The church is located on County Route 45, Fulton.


Believers Chapel North invites you to come and celebrate with us as we enter into this new Holiday Season.

The church meets at 10 a.m. every Sunday. The music is contemporary in style and the sermons are relevant to everyday life. Full family ministry is offered each Sunday.

Doors are open several times during the week for various activities.  The community is invited to all upcoming events. Arise Youth Ministries meets weekly from 6:30 to 8:30 p.m. Tuesdays at the church. Teens in grades seven through 12 are welcome.

The next Second Friday Prayer will be at 7 p.m. Dec. 13. Anyone is welcome to join this time of prayer.

A coffee house is conducted at 7 p.m. the fourth Friday of every month. This is a relaxed atmosphere with a few songs of worship and some discussion around the topic of “God is…”  Then there is time for coffee and socializing.

A favorite event at Believers Chapel North is the Christmas Eve Candlelight Service from 6 to 7 p.m. It is a beautiful tradition of Christmas carols, drama, worship, an encouraging message and candle lighting.

Believers Chapel North can be found at or by calling 963-4100. The church is located at 5375 State Route 3 in Mexico, one mile south of the Mexico post office.

Oswego County gets $6 million grant to enhance E-911 radio system

By Debra J. Groom

A $6 million grant for Oswego County’s 911 radio system has been approved by the state.

The county’s 911 Director Michael Allen said the money will be used to enhance parts of the county’s new radio communications system. A total of 17 counties were awarded grants through the state Division of Homeland Security and Emergency Services.

Oswego County rolled out its new $28 million radio communications system last summer. New radio communication towers were built in Fulton, Scriba, Oswego Town, Orwell, Parish, Pulaski and northern Redfield. Existing towers in Redfield, Constantia, Hastings, Granby, Boylston, the city of Oswego and the hub site, at the Oswego County Justice Center, were refurbished. New handheld radios were purchased for emergency responders such as police and firefighters.

The new system not only provides better communications within the county (people in the Tug Hill area of Redfield now can talk to people in Phoenix or Hannibal), but also links Oswego, Madison, Cayuga, Cortland and Onondaga counties.

E-911 officials said the old radio system did not allow officials in one county to communicate with emergency officials in neighboring counties.

This was evident in 2005, when a train derailed in Central Square and some of the 28 cars contained toxic chemicals. Emergency responders from four counties, including Oswego and Onondaga, were on the scene, but emergency workers from Oswego County couldn’t talk by radio with Onondaga County workers, because their radio systems were incompatible.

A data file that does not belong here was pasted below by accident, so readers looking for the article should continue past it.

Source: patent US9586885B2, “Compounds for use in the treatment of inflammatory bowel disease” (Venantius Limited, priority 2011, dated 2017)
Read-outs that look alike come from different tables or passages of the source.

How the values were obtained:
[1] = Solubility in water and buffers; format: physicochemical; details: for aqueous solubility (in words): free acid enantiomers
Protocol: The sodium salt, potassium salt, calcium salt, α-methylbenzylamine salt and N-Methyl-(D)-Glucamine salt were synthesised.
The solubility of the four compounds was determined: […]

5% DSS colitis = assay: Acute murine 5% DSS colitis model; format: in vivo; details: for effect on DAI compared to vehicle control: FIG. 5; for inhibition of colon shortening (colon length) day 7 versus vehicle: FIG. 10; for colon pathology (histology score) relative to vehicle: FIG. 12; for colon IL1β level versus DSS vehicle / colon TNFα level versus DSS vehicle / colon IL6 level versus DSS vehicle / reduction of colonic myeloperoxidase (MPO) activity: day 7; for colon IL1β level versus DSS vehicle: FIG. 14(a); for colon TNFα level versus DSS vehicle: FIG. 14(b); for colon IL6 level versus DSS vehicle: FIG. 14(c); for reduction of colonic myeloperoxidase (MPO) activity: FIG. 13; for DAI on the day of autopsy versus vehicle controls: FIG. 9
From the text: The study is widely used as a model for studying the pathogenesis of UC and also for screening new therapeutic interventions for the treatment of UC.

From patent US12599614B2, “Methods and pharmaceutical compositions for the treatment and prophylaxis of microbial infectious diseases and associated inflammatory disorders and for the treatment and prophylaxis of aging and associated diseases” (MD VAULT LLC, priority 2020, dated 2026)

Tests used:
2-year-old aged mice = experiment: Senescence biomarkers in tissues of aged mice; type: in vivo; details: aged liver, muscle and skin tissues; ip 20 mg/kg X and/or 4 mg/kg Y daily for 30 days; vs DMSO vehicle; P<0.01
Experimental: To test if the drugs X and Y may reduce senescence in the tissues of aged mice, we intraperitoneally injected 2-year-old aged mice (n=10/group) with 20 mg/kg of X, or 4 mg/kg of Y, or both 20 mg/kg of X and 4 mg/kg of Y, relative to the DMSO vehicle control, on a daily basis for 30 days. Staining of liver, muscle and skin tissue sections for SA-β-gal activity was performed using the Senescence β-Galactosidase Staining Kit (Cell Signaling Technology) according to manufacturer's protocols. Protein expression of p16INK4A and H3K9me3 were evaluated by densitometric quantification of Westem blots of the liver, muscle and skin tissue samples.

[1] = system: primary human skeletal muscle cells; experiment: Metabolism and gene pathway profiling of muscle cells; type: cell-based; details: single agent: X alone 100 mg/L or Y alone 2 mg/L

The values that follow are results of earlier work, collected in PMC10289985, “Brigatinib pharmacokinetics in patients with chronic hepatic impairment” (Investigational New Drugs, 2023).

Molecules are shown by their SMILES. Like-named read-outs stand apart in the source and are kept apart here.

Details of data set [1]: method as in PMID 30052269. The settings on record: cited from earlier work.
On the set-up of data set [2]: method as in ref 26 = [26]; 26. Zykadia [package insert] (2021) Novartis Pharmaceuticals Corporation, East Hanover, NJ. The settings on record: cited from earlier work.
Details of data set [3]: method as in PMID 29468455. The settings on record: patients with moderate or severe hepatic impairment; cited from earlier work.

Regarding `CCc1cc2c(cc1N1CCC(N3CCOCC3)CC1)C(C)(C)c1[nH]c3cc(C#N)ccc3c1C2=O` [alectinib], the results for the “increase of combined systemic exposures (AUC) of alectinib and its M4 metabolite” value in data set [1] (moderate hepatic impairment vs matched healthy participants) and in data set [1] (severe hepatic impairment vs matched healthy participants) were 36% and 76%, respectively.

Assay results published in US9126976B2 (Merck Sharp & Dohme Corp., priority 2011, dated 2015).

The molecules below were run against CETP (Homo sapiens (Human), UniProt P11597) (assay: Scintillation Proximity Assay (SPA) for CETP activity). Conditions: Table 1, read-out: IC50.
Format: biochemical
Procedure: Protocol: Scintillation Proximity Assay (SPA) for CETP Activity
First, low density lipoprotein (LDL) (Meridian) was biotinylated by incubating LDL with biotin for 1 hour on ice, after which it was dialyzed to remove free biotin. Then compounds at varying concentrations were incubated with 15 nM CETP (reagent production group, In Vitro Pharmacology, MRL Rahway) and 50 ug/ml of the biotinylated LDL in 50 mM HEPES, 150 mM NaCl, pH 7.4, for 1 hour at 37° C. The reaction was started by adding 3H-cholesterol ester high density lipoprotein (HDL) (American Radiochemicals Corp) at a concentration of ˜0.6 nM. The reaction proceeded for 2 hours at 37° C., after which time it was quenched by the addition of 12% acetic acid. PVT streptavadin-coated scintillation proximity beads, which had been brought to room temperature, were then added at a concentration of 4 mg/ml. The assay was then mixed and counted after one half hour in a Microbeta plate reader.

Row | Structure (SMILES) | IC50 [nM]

Allen said the $6 million grant will be used for the following:

1. Expand the existing radio system to allow  agencies responding to Oswego County who operate outside the network to communicate using National Mutual Aid frequencies.

2. Provide  a redundant Prime Site and harden existing connectivity with suurounding counties to ensure critical communications are received..

3. Upgrade and replace radios using proprietary encryption. to comply with future interoperable requirements

4. Conduct a series of exercises and training to demonstrate interoperability and strengthen existing procedures in operating the system.

5. Conduct a study with recommendations to provide further shared services within the region , control costs and continue to provide the highest level of service to the public.

Gov. Andrew M. Cuomo announced earlier this week the $80 million in grant funding to strengthen local emergency preparedness capabilities in municipalities. The money comes from the cell phone surcharge users pay on their monthly cell phone bill.

This was the third round of funding for these grants. During the three rounds, 53 counties across the state will benefit from a total of $197 million that has been awarded.

Time to get out and buy a fresh Oswego County-grown Christmas tree

The holiday season is here and it’s time to get out to buy a fresh Oswego County-grown Christmas tree.

Buying local not only supports Oswego County farms, but it also assures the freshest tree possible. Fresh cut trees smell better and keep their needles longer.

“If purchased locally, and displayed properly with plenty of water, most real Christmas trees have excellent needle retention,” said Faye Beckwith, of Beckwith Family Christmas Tree Station in Hannibal and former president of the Christmas Tree Farmers of New York State.

“Many of our customers report few or no needles on the floor after several weeks in their homes. While most people enjoy the aroma of our farm fresh trees, we also grow a fragrance-free variety that is a favorite with people with sensitive noses,” she said.

“Real Christmas trees are the best choice for both the environment and the economy,” Beckwith said. “Real Christmas trees are a renewable and recyclable resource. They are grown as a crop, by local farmers who provide jobs for others.

“Trees are harvested and replenished annually. As they grow, real trees absorb harmful carbons and produce fresh oxygen,” she said.

Beckwith added “the experience of going to the farm to choose the perfect tree fosters family traditions and creates memories that last a lifetime.”

Cooperative Extnesion supplied this list of Oswego County tree farmers:

Austin Tree Farm – 221 Baldwin Road, Volney

Beckwith Family Christmas Tree Station – 189 Mill St., Hannibal

Bis-Mar Farms – County Route, West Monroe